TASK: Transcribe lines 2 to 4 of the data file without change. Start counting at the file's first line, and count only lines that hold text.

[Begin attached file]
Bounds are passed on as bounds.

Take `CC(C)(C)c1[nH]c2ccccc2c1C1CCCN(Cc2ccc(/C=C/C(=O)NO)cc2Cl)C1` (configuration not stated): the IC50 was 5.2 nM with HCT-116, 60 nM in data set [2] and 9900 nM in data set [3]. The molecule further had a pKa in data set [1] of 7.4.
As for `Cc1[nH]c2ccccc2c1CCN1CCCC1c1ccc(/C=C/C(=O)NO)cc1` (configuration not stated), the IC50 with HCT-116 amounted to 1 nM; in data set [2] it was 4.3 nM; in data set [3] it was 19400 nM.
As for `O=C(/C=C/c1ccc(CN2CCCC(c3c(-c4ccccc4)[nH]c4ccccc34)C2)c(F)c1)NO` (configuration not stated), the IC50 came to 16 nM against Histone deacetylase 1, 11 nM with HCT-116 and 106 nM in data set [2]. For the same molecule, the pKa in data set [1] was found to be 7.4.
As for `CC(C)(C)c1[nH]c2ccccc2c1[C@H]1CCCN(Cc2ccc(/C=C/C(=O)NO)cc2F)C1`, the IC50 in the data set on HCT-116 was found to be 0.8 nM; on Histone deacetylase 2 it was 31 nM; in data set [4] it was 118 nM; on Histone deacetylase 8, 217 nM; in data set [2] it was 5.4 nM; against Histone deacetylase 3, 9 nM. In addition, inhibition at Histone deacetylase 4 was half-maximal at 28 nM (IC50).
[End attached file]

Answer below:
Take `CC(C)(C)c1[nH]c2ccccc2c1C1CCCN(Cc2ccc(/C=C/C(=O)NO)cc2Cl)C1` (configuration not stated): the IC50 was 5.2 nM with HCT-116, 60 nM in data set [2] and 9900 nM in data set [3]. The molecule further had a pKa in data set [1] of 7.4.
As for `Cc1[nH]c2ccccc2c1CCN1CCCC1c1ccc(/C=C/C(=O)NO)cc1` (configuration not stated), the IC50 with HCT-116 amounted to 1 nM; in data set [2] it was 4.3 nM; in data set [3] it was 19400 nM.
As for `O=C(/C=C/c1ccc(CN2CCCC(c3c(-c4ccccc4)[nH]c4ccccc34)C2)c(F)c1)NO` (configuration not stated), the IC50 came to 16 nM against Histone deacetylase 1, 11 nM with HCT-116 and 106 nM in data set [2]. For the same molecule, the pKa in data set [1] was found to be 7.4.